Porco, C. C., Thomas, P., Spitale, J., Jacobson, R. A., Denk, T., Charnoz, S., Richardson, D. C., Dones, L., Baker, E., Weiss, J. W. (2005). "Physical and Orbital Properties of Some of Saturn's Small Satellites." American Astronomical Society, DPS meeting #37, #64.09.

We present Cassini imaging results on the orbits and physical properties for the small ring-region moons Pan, Atlas, and the Cassini-discovered Keeler gap moon, S/2005 S1 (1), as well as the newly discovered/recovered moons orbiting among the major satellites, Methone (S/2004 S1), Pallene (S/2004 S2), and the Dione co-orbital S/2004 S5 Polydeuces (2,3,4). We find that Atlas is undergoing a 700-km amplitude longitudinal perturbation by Prometheus, Methone is undergoing a 30,000-km amplitude longitudinal perturbation by Mimas, and Pallene is undergoing a long-term 75-km amplitude longitudinal perturbation by Enceladus. Orbital integrations involving Atlas return a mass of GMAtlas = (0.43 ± 0.18) X 10-3 km3/sec2, three times larger than previously reported (4).
Reasonably high resolution images have also allowed refinement of physical dimensions and spectral properties of these small moons. Results will be presented. At the time of writing, we find that Atlas has polar and equatorial diameters of 19 km, 38 km and 46 km, respectively. Its volume is (1.5 ± 0.4) X 104 km3, yielding a density of 0.43 ± 0.20 gm/cm3. Pan's polar diameter is 23 km, and differences in its equatorial axes are not well constrained, they both appear to be 35 km. Pan's volume is (1.4 ± 0.7) X 104 km3. Using the most currently reliable mass, GMPan = (0.33 ± 0.05) x 10-3 km3/sec2 (4), Pan's density is roughly 0.4 ± 0.2 gm/cm3. Both Pan and Atlas appear to be synchronous rotators, but libration cannot be ruled out yet. Given its shape, it is possible that Atlas is in a secondary spin-orbit resonance that could force a libration. Preliminary idealized rubble pile simulations have been performed which show that, at the orbits of Atlas and Pan, a simple self-gravitating ice-particle aggregate, with equal equatorial dimensions, would be stable against tides, a body with sufficiently unequal equatorial dimensions would not.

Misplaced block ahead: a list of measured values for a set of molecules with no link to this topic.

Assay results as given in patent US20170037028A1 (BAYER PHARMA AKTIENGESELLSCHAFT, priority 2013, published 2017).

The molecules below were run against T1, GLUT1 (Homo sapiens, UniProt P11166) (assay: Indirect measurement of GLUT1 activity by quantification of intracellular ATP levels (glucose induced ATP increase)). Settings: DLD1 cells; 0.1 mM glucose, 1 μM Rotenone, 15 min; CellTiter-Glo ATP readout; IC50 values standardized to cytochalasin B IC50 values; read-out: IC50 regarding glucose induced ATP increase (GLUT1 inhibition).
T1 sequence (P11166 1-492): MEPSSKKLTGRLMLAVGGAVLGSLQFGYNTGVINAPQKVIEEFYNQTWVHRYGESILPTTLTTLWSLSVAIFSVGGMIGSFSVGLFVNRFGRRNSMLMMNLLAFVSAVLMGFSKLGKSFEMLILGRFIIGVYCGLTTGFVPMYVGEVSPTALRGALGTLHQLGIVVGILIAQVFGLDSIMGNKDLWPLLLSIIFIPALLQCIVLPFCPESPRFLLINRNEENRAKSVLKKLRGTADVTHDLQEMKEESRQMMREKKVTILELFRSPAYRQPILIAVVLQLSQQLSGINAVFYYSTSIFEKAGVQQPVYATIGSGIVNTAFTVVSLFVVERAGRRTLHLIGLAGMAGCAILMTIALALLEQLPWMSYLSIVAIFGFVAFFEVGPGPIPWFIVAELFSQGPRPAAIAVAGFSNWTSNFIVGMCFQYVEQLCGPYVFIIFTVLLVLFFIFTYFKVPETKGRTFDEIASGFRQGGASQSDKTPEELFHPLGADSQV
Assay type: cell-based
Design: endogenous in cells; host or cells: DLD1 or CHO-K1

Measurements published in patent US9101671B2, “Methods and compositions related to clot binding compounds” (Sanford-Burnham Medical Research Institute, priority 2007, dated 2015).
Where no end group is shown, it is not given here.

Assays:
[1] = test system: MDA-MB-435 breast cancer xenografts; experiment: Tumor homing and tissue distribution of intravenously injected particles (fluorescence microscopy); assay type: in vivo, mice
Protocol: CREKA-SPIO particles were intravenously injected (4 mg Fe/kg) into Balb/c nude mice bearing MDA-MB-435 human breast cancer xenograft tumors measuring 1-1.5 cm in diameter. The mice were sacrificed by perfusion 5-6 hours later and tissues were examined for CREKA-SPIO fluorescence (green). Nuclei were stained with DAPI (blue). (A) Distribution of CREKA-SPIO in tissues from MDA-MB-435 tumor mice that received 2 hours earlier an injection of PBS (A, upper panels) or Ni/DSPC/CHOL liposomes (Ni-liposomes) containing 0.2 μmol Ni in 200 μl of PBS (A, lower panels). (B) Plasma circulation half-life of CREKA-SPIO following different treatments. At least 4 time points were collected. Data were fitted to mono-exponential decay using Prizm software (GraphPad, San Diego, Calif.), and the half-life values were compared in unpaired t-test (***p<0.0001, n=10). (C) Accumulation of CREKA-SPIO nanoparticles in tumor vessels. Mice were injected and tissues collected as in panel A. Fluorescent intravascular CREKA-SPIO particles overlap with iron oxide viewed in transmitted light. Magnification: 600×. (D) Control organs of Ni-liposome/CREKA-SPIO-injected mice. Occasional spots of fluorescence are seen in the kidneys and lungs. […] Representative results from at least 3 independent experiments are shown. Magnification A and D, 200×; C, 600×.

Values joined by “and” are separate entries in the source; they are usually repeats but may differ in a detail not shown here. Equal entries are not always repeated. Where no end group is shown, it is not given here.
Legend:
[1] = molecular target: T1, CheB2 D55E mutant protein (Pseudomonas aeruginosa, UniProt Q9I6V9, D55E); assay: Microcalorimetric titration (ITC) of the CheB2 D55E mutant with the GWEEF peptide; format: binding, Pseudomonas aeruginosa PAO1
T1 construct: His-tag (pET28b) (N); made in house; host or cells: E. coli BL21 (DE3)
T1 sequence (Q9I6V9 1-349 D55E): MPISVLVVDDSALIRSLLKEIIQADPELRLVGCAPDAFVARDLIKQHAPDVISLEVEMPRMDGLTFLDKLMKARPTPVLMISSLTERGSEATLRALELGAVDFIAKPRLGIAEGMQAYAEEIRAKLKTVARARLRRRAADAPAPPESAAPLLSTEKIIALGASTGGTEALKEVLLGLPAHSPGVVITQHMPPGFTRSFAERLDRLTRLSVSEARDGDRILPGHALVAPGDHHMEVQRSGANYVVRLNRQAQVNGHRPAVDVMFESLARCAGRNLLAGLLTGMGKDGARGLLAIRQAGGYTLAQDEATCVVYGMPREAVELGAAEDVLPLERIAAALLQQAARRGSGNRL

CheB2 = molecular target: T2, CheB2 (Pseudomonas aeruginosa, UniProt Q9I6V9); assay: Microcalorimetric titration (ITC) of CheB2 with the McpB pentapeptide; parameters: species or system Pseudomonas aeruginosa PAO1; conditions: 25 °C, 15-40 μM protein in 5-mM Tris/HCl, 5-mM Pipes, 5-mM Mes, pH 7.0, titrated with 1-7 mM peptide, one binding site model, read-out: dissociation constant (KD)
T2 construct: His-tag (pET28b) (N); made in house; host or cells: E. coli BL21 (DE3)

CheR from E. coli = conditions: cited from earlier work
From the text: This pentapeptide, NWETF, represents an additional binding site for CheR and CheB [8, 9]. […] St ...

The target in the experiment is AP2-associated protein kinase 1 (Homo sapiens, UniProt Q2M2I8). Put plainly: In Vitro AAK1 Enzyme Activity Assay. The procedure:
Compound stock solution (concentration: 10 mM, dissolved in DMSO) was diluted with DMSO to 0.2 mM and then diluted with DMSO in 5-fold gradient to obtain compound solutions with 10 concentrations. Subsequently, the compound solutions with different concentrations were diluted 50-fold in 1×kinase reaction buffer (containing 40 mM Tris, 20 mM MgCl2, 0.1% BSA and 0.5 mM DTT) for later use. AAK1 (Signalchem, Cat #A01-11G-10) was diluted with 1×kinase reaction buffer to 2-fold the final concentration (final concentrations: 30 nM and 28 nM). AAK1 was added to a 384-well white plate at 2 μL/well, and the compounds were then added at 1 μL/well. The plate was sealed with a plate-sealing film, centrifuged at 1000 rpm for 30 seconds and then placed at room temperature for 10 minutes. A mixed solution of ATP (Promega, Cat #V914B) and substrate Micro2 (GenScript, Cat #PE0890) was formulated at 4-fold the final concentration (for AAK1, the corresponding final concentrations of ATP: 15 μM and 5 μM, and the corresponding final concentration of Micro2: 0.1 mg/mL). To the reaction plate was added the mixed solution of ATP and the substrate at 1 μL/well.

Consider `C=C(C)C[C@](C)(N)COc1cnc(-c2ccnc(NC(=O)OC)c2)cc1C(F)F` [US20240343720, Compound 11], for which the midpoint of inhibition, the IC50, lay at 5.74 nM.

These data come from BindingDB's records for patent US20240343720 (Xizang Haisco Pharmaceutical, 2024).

[1] IAUC 8524. [2] IAUC 8389. [Correction: Pallene (S/2004 S2) is the same body as S/1981 S14 (IAUC 6162)]. [3] IAUC 8432. [4] Porco et al. 2005, Science, 307, 1226.